Google ups bid to clinch approval for $2.1bn Fitbit takeover

Tech giant offers improved package to avoid shutting out rival fitness trackers and apps

Google’s European headquarters in Dublin. Photograph: AFP via Getty Images

Google’s European headquarters in Dublin. Photograph: AFP via Getty Images

 

Google has offered an improved package of concessions in a bid to clinch European Union approval for its $2.1 billion (€1.7 billion) takeover of Fitbit, the company said in a statement.

Building on an earlier pledge not to use Fitbit data for Google ads, the company is trying to assure rival trackers and apps that it won’t shut them off from Google services.

The company is “formalising our longstanding commitment to supporting other wearable manufacturers on Android and to continue to allow Fitbit users to connect to third-party services” via applications if they want to, it said in the Tuesday statement.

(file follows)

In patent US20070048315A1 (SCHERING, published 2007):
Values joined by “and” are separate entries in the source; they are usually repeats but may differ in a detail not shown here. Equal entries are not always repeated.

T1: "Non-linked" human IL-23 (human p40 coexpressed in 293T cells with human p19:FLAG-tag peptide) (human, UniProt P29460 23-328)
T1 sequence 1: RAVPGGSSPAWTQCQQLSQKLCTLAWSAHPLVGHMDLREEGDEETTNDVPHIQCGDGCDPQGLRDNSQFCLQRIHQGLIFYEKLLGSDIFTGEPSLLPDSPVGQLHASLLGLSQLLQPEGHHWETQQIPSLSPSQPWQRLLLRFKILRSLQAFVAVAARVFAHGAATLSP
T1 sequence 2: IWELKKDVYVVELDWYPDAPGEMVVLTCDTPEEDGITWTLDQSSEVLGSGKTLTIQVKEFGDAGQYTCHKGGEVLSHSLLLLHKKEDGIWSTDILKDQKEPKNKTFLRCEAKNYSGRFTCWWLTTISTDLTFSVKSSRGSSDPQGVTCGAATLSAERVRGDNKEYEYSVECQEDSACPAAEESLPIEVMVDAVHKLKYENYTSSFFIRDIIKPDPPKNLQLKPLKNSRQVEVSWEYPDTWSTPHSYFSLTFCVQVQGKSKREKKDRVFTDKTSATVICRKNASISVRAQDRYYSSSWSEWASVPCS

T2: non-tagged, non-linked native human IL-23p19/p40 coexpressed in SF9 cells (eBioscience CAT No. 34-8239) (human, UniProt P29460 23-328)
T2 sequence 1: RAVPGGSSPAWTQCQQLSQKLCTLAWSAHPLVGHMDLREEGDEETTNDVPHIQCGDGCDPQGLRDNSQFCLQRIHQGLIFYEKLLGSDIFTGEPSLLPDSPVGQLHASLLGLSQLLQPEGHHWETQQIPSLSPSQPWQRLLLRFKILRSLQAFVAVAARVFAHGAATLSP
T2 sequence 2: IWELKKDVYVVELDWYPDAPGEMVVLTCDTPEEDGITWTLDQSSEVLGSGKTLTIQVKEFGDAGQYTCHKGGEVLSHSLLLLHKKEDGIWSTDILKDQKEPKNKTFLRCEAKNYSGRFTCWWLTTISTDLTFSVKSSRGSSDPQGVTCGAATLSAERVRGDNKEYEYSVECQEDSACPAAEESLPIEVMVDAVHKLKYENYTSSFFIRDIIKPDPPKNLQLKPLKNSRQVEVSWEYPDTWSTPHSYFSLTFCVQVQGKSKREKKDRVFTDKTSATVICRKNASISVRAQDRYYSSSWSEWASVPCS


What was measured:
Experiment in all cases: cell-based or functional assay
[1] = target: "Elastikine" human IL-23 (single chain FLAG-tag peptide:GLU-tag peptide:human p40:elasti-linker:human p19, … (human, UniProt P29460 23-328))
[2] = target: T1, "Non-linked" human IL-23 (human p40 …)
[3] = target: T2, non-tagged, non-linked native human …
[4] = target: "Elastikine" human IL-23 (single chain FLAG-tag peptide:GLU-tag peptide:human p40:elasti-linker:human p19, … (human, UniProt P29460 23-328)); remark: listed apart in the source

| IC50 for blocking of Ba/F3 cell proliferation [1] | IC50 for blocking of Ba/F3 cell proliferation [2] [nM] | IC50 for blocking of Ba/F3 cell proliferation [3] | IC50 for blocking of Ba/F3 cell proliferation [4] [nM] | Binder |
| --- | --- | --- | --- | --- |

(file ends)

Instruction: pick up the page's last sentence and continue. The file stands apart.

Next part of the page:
The new offer hits many of the points brought up by rivals concerned that the deal could create a powerful controller of personal data that could also prevent competing apps and wearable trackers from working with Google’s services.

If feedback from rivals and customers is positive, the European Commission could then approve the Fitbit deal before a December 23rd deadline.

Concerns

The EU dismissed an earlier pledge to keep Fitbit data separate from Google’s information last month, saying it didn’t address all its concerns and didn’t include all Fitbit data that could be used for advertising.

Antitrust agencies are increasingly suspicious of tech giants’ takeovers, aiming to prevent the already powerful firms from conquering innovative new markets where data is often the most prized asset.

The EU opened an in-depth investigation into the Fitbit deal last month to check how Google could bolster its “data advantage” in online advertising with information it collects from Fitbit’s wearable trackers.

The EU’s wide focus on online ads clashes with Google’s view that the “deal is about devices, not data” and that it is adding a service – wearable health devices – where it currently isn’t active and faces plenty of competition from Apple, Samsung Electronics, Garmin and others.

“The wearables space is highly crowded, and we believe the combination of Google and Fitbit’s hardware efforts will increase competition in the sector, benefiting consumers and making the next generation of devices better and more affordable,” Google said in the statement. – Bloomberg